McDonald’s is already reopening its Ireland and U.K. dining rooms

A McDonald’s in Northern Ireland after coronavirus lockdown rules were eased in June
A McDonald’s in Northern Ireland after coronavirus lockdown rules were eased in June
Photo: Liam McBurney/PA Images (Getty Images)

Thanks to our unfortunate tendency to ignore experts, politicize face masks, and elect politicians who don’t know what they’re doing, the United States is largely paralyzed in the face of COVID-19. This means that (amongst other challenges) supermarkets are facing shortages, food producers are cutting products, and restaurants are sort of scary to eat at. In Ireland and the U.K., however, this isn’t the case. Not only is the pandemic far better controlled in these places, but McDonald’s has decided it’s safe enough to open 700 locations in those areas for dine-in service.

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As reported by Reuters, things across the pond are significantly better than they are in the U.S. Life in the U.K. is gradually returning to some semblance of normalcy: earlier this month businesses like pubs, restaurants, and hair salons were given the all clear to start accepting customers again, and in all U.K. countries except Wales (where government restrictions remain in place), that includes McDonald’s. Anyone craving golden fries and insubstantial burgers will once again be able to sate themselves at a table inside any one of literally hundreds of McDonald’s locations.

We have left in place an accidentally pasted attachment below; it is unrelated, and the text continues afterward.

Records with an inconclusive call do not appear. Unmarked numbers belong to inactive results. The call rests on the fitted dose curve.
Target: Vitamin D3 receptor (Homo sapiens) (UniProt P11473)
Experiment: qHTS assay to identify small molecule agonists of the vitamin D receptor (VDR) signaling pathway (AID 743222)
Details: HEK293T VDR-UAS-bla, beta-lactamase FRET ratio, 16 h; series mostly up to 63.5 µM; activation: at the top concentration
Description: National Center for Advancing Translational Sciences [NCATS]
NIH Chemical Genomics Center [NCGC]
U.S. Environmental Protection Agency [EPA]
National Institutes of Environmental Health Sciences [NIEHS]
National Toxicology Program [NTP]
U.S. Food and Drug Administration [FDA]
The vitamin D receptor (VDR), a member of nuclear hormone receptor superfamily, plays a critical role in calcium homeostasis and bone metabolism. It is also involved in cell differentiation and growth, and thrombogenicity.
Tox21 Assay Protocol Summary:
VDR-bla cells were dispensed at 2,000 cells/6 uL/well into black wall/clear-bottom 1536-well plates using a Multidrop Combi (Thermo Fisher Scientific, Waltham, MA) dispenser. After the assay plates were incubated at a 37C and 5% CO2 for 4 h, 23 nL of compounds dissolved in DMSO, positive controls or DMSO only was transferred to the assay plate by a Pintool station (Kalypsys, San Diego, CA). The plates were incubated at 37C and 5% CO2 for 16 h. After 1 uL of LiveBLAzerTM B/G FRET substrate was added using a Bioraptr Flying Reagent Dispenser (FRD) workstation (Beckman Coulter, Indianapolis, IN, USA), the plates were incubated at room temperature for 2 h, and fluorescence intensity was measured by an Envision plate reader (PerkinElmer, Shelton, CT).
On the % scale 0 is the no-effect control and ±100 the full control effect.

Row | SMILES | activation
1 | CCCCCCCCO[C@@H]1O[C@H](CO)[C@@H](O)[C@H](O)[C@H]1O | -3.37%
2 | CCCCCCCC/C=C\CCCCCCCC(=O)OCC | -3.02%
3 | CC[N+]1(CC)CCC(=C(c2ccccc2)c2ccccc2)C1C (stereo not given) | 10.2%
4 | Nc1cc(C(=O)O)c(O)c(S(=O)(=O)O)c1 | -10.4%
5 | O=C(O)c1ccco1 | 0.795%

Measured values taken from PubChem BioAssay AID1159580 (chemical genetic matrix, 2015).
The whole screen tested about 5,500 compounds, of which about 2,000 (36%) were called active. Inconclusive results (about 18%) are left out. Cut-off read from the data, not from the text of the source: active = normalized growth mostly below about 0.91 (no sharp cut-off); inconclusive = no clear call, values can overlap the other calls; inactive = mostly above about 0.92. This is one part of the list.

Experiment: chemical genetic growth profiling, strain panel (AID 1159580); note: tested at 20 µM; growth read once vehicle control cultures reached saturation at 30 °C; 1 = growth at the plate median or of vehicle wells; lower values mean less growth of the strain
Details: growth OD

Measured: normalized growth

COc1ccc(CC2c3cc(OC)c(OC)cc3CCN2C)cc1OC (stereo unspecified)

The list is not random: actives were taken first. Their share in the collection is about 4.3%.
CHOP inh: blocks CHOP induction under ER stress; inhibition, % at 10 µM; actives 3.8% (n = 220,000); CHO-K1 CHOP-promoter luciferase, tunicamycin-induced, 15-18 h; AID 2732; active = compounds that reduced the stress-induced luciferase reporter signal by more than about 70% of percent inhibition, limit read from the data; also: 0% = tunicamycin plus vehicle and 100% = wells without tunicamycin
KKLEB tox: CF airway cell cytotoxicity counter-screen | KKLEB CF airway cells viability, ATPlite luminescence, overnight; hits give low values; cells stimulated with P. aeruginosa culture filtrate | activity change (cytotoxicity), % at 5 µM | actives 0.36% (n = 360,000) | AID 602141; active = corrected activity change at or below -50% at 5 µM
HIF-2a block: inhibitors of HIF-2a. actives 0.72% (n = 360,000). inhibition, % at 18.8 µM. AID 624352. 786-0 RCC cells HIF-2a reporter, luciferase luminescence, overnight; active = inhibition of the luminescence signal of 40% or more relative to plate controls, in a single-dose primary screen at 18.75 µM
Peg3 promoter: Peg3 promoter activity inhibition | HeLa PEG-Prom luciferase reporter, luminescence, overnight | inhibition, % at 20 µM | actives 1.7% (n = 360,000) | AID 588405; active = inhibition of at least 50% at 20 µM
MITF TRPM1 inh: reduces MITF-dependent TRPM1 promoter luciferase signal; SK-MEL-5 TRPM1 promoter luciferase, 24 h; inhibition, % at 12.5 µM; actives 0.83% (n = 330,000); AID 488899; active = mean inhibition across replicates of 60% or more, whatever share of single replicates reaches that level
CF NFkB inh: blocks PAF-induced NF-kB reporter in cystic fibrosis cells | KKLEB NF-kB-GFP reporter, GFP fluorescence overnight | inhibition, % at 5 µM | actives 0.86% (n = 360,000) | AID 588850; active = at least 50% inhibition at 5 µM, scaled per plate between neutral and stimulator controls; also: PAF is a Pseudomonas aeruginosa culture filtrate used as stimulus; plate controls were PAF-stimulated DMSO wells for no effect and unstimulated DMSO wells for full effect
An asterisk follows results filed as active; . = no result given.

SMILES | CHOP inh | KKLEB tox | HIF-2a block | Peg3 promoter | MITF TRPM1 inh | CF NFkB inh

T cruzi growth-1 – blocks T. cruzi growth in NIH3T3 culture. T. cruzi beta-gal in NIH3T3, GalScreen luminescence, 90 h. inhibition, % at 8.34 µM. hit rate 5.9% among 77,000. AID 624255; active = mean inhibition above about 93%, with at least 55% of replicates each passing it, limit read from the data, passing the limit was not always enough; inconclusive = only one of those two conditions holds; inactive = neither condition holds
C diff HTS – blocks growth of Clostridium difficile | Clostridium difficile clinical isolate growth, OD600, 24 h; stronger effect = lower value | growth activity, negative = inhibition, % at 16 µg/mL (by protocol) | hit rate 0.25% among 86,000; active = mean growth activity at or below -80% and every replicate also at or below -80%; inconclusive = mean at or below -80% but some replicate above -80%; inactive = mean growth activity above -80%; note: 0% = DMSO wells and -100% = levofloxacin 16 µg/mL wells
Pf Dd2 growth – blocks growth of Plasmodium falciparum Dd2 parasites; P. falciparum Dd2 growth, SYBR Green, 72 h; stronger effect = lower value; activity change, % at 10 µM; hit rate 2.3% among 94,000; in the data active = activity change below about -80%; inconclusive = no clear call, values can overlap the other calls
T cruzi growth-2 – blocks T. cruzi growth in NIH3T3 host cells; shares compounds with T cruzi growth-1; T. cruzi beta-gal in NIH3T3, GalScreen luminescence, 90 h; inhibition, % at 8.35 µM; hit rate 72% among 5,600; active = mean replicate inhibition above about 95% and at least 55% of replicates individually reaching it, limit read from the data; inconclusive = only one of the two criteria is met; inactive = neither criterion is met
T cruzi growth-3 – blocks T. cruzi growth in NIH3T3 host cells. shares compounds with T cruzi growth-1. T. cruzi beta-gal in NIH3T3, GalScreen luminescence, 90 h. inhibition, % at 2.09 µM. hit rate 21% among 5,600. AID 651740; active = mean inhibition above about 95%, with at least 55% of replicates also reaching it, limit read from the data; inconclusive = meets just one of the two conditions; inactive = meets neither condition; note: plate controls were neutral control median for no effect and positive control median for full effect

McDonald’s is not my fast food franchise of choice, but the idea of being able to actually sit down in one to have a meal—a “things are normal, why wouldn’t we eat fast food burgers inside a greasy plastic room?” meal—is sort of amazing. That 700 of them are reopening across Ireland and the U.K. is damn near magical. It means that not only are parts of Europe faring much better than the United States in the face of a pandemic, but they are so far beyond us in terms of recovery that even their fast food operations put us to shame. I never would have predicted that other countries’ McDonald’s dining rooms would be nationally humbling, but this is 2020, the year that simply will not stop giving.

Jacob Dean is a food and travel writer and psychologist based in New York. He likes beer, less traveled airports, and is allergic to grasshoppers (the insect, not the mixed drink.)

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DISCUSSION

eddie-brannan
Eddie-Brannan

It means that not only are parts of Europe faring much better than the United States in the face of a pandemic, but they are so far beyond us in terms of recovery that even their fast food operations put us to shame.

Educate yourself. And if you live in a red state edumacate yourself.

The UK is a close-to-US-scale fuckup as far as COVID-19 response is concerned. They should not in any way serve as guidance to us (and vice versa).

The UK is the Florida of Europe. Their opening of McDonalds “dining rooms” is not a measure of anything at all, other than the fact that another dumb piece of shit with comic hair is asleep at the wheel while a bozo base applauds.